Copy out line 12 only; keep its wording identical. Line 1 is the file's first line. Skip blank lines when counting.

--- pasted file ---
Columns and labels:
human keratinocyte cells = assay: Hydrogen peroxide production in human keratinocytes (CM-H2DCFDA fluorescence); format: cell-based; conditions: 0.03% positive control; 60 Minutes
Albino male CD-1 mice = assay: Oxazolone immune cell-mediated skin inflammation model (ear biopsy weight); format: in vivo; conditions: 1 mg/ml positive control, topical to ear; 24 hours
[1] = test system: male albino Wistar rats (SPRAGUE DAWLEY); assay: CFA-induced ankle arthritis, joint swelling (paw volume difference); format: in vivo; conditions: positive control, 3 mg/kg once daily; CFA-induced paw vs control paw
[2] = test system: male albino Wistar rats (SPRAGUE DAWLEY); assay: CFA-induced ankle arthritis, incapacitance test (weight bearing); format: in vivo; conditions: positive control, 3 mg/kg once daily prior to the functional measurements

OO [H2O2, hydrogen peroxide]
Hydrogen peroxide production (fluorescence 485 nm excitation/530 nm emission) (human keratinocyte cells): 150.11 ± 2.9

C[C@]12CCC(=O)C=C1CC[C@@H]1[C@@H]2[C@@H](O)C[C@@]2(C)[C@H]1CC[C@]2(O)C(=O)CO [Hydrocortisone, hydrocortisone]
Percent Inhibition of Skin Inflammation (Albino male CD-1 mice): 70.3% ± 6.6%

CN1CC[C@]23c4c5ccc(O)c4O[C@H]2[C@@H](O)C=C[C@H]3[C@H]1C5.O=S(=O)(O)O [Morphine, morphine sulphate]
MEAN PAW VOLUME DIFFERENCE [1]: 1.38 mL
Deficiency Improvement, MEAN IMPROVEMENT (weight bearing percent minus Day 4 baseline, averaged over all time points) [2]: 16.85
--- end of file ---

Deficiency Improvement, MEAN IMPROVEMENT (weight bearing percent minus Day 4 baseline, averaged over all time points) [2]: 16.85